How To Flatten A Mountain
23 April–4 May 2018
How to Flatten a Mountain is an exciting 12 days residency opportunity presented by PhotoIreland Foundation & Cow House Studios, and with the support of OPW, open to emerging and mid-career visual artists whose artistic practice in whole or part, makes use of digital and/or analogue photographic processes.
The colophon of the residency is an exhibition of the works produced, presented during the PhotoIreland Festival at Rathfarnham Castle.
Participants in 2018
The 12 artists that will participate in How to Flatten a Mountain in 2018 are:
Rose Bennett, Donna Cooper Hurt, Sarah Flynn, Ana Gómez de León, Shaney Marie Herrmann, Katinka Igelberg, Daniel Orlando Lara Garcia, Nancy Libson, Sarah Pannell, Leah Raintree, Molly Ruoho, and Sofia Seguro.
HTFAM IS A UNIQUE EXPERIENCE
The aim of this residency is for participating artists to explore possibilities outside their core practice, work collaboratively and produce a cohesive exhibition of work to be presented at PhotoIreland Festival 2018. During the residency, participants will take an active part in a series of workshops led by guest facilitators and as a group will be sharing ideas, making work, processing, printing, editing, as needed, always working in collaboration. As an integral part of the residency, three artists based in Ireland will facilitate day-long workshops to provoke and animate different avenues for thought. Each facilitator brings to the residency new perspectives, challenges and opportunities for participants.
This twelve-day programme is comprised of three component parts; workshop facilitation, open studio time and the installation and opening of an exhibition in Dublin for PhotoIreland Festival 2018. The first five days of the programme will be comprised of a carefully selected series of workshops, readings and presentations designed to stimulate the creative process, facilitate collaboration, familiarise participants with the people and places of the locality and tease out shared curiosities and thematics. The following five days provide the necessary time and space to create new work. Following on from our initial workshops, the open studio time allows for participants to re-visit sites of interest, research, print and finalise work for presentation. The final two days will be spent in Dublin installing the exhibition, culminating in an opening on the final evening of the programme.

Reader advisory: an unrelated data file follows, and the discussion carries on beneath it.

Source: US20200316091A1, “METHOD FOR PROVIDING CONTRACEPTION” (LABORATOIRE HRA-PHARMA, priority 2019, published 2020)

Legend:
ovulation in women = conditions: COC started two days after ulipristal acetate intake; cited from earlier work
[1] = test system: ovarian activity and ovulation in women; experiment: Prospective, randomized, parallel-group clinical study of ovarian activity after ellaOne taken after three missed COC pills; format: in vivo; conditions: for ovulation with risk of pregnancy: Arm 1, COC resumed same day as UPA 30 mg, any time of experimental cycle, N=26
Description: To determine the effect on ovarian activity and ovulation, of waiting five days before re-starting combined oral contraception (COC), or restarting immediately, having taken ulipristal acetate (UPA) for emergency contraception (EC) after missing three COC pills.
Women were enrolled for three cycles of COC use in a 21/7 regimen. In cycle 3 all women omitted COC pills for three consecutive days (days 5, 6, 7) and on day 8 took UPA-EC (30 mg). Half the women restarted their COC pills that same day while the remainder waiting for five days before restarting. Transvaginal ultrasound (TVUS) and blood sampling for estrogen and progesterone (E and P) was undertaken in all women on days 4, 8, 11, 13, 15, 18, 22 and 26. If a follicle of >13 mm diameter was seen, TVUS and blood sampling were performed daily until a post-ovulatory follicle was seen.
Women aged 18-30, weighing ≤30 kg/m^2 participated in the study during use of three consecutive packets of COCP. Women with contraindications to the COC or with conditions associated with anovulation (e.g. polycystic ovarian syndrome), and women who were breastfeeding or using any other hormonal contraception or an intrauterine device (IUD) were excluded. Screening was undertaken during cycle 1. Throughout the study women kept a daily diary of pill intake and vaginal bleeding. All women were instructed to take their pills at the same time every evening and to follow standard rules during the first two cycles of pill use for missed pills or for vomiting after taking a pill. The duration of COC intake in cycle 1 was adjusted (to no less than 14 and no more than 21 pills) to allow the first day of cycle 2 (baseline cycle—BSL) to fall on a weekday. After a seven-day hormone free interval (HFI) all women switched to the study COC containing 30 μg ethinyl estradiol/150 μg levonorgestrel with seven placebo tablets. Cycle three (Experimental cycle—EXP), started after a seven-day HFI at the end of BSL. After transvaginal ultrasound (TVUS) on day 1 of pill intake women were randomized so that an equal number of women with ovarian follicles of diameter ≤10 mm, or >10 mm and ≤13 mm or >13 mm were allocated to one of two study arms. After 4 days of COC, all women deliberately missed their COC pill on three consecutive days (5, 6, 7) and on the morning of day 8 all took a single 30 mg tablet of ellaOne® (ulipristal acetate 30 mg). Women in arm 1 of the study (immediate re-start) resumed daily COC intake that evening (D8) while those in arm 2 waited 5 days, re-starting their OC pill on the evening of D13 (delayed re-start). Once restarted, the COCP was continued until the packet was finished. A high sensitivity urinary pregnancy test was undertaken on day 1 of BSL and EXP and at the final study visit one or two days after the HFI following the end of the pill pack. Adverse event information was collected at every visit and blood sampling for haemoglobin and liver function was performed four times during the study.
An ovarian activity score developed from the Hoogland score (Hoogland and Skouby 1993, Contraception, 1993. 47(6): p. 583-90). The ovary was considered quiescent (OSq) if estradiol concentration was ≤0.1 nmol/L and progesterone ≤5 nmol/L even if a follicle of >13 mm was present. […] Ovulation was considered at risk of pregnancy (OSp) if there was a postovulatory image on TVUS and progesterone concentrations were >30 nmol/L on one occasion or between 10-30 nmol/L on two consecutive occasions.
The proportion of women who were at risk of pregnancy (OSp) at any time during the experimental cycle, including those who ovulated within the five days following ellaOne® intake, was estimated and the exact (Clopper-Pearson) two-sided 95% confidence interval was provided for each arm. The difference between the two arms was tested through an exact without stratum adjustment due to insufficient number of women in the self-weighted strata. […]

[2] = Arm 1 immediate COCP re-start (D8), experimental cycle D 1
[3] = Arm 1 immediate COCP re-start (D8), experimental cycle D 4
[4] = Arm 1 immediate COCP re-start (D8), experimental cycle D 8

This residency opportunity is sure to result in the production of new work, introduce participants to a network of practitioners from a diversity of locations, provide a fantastic exhibition opportunity and open up new possibilities within each participant practice.
The residency project will take place at the fabulous Cow House Studios, Enniscorthy, County Wexford, Ireland. Open to local and international participants, the cost of the 12 days residency is €950 and it includes:
- Three delicious and healthy meals daily while at Cow House Studios
- Lunch and dinner while in Dublin
- Most comfy accommodation while at Cow House Studios*
- Informative and challenging readings, workshops and presentations
- Travel to and from Dublin
- Ink and paper for our printers, film and b&w paper for darkroom
- Access to all Cow House Studios facilities, computers, darkroom, and studios
- *Price does not include room and board while in Dublin. For a fee, we will arrange accommodation for two nights at the end of the residency for the duration of the install. Note that flights and airport transport are not covered.
Frank Abruzzese’s working methods are experimental and process driven. He is drawn to subjects that are both familiar and often overlooked, and uses photographic techniques to transform the mundane into something extraordinary or ambiguous. He investigates how subjects might collide with traditional interpretations of the landscape, architecture or portraiture, and how these expectations can be met through alternative means. His use film selection, exposure and digital techniques make small incursions into perceptions of photography’s assumed role as factual document.